Simplifying the Definition of Auto Liability Insurance

It’s that time of year again: you pull out your auto policy renewal package from your mailbox and it feels like one of the thickest books you’ve ever held. You wonder how in the world the insurance companies expect you to understand all that insurance jargon anyways, so you probably end up doing what so many people do: you check the premium amount, and then you file it away only to never carefully glance through it.

It’s rare that someone actually dedicates time to reading every single sentence of their policy, but if they understood what was on their policy, and what each coverage meant, they probably wouldn’t feel so frightened about what’s inside that policy.

However, by not being well informed about what’s on your policy could lead to a very serious situation, and knowing each coverage you have, how it works, and what each coverage means is of the utmost importance. While there are many different kinds of coverage on your auto policy, if you can learn bit by bit what your coverage means, you’ll be prepared for anything that happens that causes you to need your coverage.

One of the most important types of coverage on your policy, and basically the most important coverage, is your liability insurance. Understanding liability and how it works, as well as what it pays and when, will allow you to better choose coverage in the future that takes care of unfortunate accidents.

So What Is Liability Insurance?

Occasionally you’ll hear people refer to this coverage as ‘liability only’ versus a policy with ‘full coverage.’ What this means is that you are carrying coverage to pay for any damage or injuries you cause to another person’s property or another person should you be deemed the at fault driver.

In plain English, liability insurance tells you how much the limits are that will pay for things like another person’s injuries, legal expenses, property damage (such as their car, home, or a telephone pole for instance) and in the worst case, death if you’re the at fault driver. Liability coverage does not pay for any damage on your vehicle, nor any medical expenses. If you were involved in an accident and the other person was at fault, their liability would pay for that. If you have a liability only policy, then you have absolutely no coverage for yourself and also your passengers in most scenarios.

There are two categories under liability insurance: property damage liability and bodily injury liability. You have to choose the limits of both, and of course carrying the highest limits possible is suggested, as imagine if you hit a Mercedes SUV with six people in it and all were injured: it wouldn’t take very long to reach $50,00 in medical expenses if all were hurt, and once you establish the limits you want, your insurance policy will only pay up to those limits, and then you would be responsible for paying the difference.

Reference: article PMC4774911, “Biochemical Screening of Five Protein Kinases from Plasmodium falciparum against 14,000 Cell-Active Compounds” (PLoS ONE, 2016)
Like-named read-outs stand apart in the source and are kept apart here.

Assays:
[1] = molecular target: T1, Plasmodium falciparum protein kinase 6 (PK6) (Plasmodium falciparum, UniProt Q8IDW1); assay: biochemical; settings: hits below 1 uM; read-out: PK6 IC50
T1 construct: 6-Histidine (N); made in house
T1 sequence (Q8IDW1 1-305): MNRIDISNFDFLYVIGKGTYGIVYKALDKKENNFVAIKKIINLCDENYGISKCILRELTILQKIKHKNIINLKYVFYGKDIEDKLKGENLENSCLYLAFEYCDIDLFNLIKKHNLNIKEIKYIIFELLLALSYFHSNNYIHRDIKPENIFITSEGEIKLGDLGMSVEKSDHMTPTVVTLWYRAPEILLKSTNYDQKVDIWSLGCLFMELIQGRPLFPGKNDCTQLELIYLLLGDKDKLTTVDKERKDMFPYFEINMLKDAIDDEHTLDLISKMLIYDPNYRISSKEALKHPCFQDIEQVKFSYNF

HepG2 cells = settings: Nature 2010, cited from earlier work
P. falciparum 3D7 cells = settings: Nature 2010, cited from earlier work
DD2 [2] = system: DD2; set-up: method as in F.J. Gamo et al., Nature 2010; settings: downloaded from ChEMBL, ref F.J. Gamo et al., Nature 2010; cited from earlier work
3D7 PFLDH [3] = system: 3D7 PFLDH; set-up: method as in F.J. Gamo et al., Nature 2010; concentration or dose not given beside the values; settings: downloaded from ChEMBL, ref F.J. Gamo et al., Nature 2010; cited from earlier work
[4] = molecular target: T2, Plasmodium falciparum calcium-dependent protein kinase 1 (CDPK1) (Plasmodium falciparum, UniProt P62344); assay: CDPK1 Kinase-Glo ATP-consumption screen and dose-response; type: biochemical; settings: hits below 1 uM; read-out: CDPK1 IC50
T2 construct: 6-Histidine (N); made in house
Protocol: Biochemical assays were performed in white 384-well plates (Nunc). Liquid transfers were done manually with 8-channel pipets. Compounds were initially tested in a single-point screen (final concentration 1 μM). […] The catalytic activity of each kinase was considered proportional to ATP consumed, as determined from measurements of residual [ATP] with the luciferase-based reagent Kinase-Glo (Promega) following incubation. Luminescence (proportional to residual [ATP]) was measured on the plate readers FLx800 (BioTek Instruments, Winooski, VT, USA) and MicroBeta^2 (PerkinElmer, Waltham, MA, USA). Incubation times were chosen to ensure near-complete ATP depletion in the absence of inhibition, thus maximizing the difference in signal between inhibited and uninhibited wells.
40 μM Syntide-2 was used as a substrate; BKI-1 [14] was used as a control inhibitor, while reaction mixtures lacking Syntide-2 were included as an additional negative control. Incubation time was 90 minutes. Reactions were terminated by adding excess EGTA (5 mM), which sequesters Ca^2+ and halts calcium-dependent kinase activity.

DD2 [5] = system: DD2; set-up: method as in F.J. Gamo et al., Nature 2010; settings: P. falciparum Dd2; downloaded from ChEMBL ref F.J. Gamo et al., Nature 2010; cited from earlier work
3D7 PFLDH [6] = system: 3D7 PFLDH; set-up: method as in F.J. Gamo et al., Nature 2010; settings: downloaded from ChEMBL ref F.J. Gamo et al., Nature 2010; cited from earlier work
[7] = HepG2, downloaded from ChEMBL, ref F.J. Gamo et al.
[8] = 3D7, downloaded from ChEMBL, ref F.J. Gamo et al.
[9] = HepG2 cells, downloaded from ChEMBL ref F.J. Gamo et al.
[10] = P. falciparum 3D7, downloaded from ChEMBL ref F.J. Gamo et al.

Typically you will see the limits written out like this: 25/50/25. These are your coverage limits, providing 25,000 per person and 50,000 per accident for bodily injury coverage and up to $25,000 in coverage for their property damage. Therefore, it’s of the utmost importance to carry the highest limits you can. Although some states only require a certain amount, this doesn’t mean you’re adequately covered, and in fact, it just means you’re legal to drive.

Bodily Injury Liability

If you take a look at bodily injury liability, it’s helpful to think of a scenario and how it would be impacted. For example, say you were to rear end someone and they were severely injured and had to go to the hospital. Fortunately, the hospital didn’t find anything life threatening from various, expensive tests like MRIs.

But then the person receives six months of physical therapy and goes to a chiropractor. Assume they also missed a couple weeks of work and were also unable to care for their children or do other routine things, meaning they had to hire a babysitter and caregiver. Add up all of these costs and you can quickly hit the amount limit on your policy, as it all falls under your bodily injury liability. If all these expenses added up  to $100,000 and you only carried $50,000 in coverage, your insurer would only pay up to $50,000 and you’d be held accountable for the rest, meaning you could have a legal judgment placed against you that seized all of your current assets and any future ones as well until that amount if paid for.

Property Damage Liability

Imagine now that the same person you rear ended drives a very expensive Mercedes and it’s totaled. What if you lived in a state like Florida where the property damage liability limits required were only $10,000 and that’s all you carried? You’d now not only have to pay $50,000 in bodily injury coverage, you’d have to pay $60,000 out of your own pocket if you only have $10,000 in coverage and the vehicle costs $70,000 to replace.

The bottom line is that you need to increase liability limits as much as you can. Amazingly, you’d find that adding an extra $50,000 in coverage is often only a few dollars a more in premium monthly, so skipping a trip to McDonald’s once a month would pay for this peace of mind. Additionally, having a good driving record will decrease your premium, so if you have this going for you, you’re looking at paying even less for higher limits. In fact, many companies give discounts just to those who carry higher limits as they’re deemed a ‘responsible driver.’

Accidents can’t be planned, and all you can do is be as well prepared as you can. Just because you’re a safe driver doesn’t mean the worst case can’t happen, so be prepared and pay for those higher limits.